The primary difficulty, however, with the future loss-of-earnings award is the evidence, presented by Plaintiff’s own witness, that, even after the accident, Plaintiff was able to do other work. Indeed, both before and after the accident, Plaintiff developed a tax preparation business that yielded the same compensation for four-months’ effort that driving a taxi yielded for eight months, even assuming he was not doing both during January through April. And, even assuming that Plaintiff’s tax preparation business could not be extended beyond that four-month period, it demonstrates Plaintiff’s ability to earn by doing work other than taxi driving that could provide even higher compensation.
Plaintiff testified to no efforts made after the accident to replace his income from taxi driving, although, to be fair, he was not asked by either his counsel or Defendants’. The question is, was it Plaintiff’s burden to introduce evidence that he would be unable to replace the income from taxi driving, in order to show loss in fact, or was it Defendants’ burden in an effort to mitigate damages that necessarily would follow?
A litigant who seeks recovery for diminution of future earnings is obligated to submit some evidence showing the difference between what he is now able to earn and what he could have earned if he had not been injured. Here, Plaintiff’s evidence as to “what he is now able to earn” is limited to the four-month period during which he provides tax preparation services.
There are opinions in which an award of future loss of earnings is upheld upon injury evidence that the plaintiff cannot perform the work s/he performed before the accident. Courts have upheld awards where the plaintiff was disabled from engaging in construction work or any other physically strenuous activity and had no other employment skills; and where the plaintiff was disabled from both physical and sedentary employment as a result of the accident.
Similarly, an award for future lost earnings was upheld where the plaintiff was totally disabled from construction work and testified to the maximum earnings from work that he could perform.
The Court is aware of opinions in which the possibility of replacement employment is addressed under mitigation of damages. The Court concludes, therefore, that, particularly in light of the testimony of Dr. CK and Plaintiff’s demonstrated ability to earn at a higher rate than as a taxi driver, the jury’s award of $300,000 for future loss of earnings cannot stand.
The question becomes the appropriate relief. Specifically, should judgment on the claim be granted to Defendants as a matter of law because there is no valid line of reasoning and permissible inferences which could possibly lead rational people to the conclusion reached by the jury on the basis of the evidence presented at trial; or should there be a new bite trial because the verdict was contrary to the weight of the evidence and not reached on any fair interpretation of the evidence.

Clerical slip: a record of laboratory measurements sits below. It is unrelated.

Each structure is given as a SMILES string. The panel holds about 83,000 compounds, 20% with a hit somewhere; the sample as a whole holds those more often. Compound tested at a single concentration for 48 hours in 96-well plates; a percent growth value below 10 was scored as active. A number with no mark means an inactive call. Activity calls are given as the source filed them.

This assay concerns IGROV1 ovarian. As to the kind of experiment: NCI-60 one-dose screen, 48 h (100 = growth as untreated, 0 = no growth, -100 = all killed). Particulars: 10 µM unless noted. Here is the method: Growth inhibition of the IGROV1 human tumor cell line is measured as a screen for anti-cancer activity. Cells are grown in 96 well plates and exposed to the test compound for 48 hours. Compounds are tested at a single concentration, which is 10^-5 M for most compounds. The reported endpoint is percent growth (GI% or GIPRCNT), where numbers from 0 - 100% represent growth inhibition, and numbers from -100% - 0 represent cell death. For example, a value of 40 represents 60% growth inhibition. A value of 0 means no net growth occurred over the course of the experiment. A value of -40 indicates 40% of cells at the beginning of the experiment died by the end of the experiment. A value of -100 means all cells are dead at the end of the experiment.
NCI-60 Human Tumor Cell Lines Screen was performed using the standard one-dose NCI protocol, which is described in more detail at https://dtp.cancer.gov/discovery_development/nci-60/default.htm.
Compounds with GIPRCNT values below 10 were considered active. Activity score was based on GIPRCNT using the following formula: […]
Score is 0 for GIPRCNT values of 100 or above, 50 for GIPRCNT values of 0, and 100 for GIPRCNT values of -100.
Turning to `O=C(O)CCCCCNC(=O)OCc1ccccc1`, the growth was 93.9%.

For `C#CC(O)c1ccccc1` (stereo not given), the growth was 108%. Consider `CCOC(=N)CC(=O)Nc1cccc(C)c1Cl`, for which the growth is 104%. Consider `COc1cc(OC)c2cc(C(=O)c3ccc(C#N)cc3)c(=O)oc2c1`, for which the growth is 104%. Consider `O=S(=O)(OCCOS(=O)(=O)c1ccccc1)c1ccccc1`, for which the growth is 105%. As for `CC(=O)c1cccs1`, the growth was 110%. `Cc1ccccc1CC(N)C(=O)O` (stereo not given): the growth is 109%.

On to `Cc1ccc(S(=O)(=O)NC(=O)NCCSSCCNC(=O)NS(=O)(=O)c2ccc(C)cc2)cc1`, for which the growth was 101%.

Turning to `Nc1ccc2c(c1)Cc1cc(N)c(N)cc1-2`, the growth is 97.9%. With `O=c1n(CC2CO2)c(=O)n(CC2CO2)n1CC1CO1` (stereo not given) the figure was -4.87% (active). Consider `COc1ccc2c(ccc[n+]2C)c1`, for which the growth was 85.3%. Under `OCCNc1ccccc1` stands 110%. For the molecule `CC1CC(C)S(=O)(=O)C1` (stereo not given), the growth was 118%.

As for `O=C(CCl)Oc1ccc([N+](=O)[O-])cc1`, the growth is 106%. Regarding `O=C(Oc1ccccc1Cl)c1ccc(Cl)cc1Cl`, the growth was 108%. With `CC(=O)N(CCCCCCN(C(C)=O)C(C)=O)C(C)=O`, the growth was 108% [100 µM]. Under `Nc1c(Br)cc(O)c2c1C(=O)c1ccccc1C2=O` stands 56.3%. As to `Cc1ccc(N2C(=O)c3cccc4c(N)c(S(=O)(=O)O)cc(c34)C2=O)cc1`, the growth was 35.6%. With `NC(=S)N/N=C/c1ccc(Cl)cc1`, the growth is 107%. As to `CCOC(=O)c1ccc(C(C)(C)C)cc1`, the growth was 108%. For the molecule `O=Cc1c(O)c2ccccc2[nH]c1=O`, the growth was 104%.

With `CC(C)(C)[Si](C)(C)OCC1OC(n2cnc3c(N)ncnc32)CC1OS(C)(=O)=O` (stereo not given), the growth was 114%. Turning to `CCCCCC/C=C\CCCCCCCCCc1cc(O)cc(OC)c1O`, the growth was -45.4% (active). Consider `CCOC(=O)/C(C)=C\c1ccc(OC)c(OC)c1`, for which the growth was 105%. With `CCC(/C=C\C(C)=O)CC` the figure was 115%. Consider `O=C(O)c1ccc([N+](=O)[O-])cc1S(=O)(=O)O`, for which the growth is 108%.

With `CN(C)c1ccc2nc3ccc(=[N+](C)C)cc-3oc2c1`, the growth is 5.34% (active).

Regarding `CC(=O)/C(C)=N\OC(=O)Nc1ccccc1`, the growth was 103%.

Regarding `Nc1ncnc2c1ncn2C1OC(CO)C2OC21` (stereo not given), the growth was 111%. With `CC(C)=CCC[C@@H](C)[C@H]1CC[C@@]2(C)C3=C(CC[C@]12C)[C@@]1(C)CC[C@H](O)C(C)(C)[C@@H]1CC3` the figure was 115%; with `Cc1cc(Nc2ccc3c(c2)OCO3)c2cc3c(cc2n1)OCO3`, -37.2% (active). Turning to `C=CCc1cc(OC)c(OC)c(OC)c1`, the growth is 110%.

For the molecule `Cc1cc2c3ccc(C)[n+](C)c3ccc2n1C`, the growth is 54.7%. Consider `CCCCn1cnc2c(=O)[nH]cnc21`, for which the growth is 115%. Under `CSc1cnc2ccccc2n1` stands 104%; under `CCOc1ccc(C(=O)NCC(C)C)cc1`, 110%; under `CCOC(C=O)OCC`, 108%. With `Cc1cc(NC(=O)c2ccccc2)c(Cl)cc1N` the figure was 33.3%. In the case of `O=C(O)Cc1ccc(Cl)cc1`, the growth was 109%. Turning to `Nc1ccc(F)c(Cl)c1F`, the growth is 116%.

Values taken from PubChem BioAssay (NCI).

As previously noted, the extensive case law uses all of the formulations, which is, of course, quite appropriate because of the multi-faceted nature of a loss-of-earnings claim and, presumably, the precise nature of the deficiency in proof in the particular case. Categorization is difficult because the opinions do not always describe the deficiency in proof that leads the court to set the verdict aside, if only conditionally.
Were the Court to venture a injury guideline, it would be based upon the distinction between proof as to the fact of damage and that as to the amount of damages. It is elemental that damages cannot be recovered in excess of the actual damage sustained. Here, the deficiency in Plaintiff’s proof, in light of its own expert testimony and the undisputed facts as to Plaintiff’s work and earnings history, constitutes a failure to demonstrate a compensable loss of future earning capacity, and not merely a failure to properly account for, or compute, the amount of future lost earnings. The authorities relied upon, moreover, where the plaintiffs similarly failed to produce evidence that they were unable to earn as much by doing other work, dismissed the claim for future loss of earnings. Those authorities require the same result here.
Defendants’ motion to set aside the jury’s verdict is granted to the extent that the jury’s award of $300,000 for future loss of earnings is set aside, and the claim for future loss of earnings is dismissed as a matter of law; the jury’s award of $87,500 for past loss of earnings is set aside, and a new trial granted on that element of damages only, unless, within 30 days after service upon him of a copy of this decision and order, Plaintiff shall file with the Clerk of the Supreme Court, Kings County, a written stipulation consenting to reduce the verdict for past loss of earnings from the principal sum of $87,500 to the principal sum of $70,000, subject to further reduction as might be required by the No-Fault Law.